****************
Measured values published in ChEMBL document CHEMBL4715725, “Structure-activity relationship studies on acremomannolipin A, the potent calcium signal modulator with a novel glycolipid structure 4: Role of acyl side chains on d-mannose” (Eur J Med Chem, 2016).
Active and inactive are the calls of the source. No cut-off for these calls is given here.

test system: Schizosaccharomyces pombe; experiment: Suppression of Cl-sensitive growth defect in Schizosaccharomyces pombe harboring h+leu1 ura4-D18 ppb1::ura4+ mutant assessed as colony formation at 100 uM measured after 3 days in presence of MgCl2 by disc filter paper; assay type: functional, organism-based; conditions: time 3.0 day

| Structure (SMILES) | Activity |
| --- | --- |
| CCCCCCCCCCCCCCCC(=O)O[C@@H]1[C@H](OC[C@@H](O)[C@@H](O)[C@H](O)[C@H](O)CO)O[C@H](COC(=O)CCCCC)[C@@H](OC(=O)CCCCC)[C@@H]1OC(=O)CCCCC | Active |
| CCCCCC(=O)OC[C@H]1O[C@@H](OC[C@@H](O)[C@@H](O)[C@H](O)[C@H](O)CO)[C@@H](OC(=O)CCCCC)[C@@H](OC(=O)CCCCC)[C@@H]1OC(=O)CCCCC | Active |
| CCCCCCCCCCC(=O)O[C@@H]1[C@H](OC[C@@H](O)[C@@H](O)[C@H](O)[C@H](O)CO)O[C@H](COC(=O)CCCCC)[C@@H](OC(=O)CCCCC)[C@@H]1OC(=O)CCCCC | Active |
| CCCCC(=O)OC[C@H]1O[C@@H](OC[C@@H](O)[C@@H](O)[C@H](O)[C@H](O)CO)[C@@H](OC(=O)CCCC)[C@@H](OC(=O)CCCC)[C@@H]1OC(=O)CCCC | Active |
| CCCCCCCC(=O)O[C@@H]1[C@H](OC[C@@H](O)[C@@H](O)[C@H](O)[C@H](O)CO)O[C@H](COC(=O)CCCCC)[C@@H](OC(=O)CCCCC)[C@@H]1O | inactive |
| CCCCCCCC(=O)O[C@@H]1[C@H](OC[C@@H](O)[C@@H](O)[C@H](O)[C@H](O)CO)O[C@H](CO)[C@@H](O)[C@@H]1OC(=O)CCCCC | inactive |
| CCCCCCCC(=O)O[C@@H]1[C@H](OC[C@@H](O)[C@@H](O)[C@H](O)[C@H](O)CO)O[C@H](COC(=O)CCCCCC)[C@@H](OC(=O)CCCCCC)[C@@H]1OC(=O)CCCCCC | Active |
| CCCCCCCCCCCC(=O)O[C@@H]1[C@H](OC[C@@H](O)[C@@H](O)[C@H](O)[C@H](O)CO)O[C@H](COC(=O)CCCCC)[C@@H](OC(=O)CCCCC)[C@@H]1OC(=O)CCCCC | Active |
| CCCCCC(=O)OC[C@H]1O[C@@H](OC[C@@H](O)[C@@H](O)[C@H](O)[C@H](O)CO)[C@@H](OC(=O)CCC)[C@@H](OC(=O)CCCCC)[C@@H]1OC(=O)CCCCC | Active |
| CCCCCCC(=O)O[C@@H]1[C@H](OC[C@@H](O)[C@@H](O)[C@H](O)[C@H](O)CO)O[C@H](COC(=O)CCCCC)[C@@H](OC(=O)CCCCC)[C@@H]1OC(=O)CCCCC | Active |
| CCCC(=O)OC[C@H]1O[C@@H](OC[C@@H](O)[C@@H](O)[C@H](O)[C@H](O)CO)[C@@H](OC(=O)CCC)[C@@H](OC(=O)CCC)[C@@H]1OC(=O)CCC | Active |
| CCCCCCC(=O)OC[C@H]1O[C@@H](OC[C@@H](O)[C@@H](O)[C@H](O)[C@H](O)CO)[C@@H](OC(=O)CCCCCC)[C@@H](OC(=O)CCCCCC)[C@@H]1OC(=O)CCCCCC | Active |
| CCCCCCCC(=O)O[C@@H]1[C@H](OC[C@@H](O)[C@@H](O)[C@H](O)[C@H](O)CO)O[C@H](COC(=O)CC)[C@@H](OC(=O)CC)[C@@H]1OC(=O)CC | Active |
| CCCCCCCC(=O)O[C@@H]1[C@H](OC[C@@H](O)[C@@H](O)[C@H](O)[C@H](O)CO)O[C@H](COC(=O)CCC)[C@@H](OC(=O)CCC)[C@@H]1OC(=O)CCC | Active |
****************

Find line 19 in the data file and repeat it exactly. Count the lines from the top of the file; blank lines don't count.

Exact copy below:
| CCCCCCCC(=O)O[C@@H]1[C@H](OC[C@@H](O)[C@@H](O)[C@H](O)[C@H](O)CO)O[C@H](COC(=O)CCC)[C@@H](OC(=O)CCC)[C@@H]1OC(=O)CCC | Active |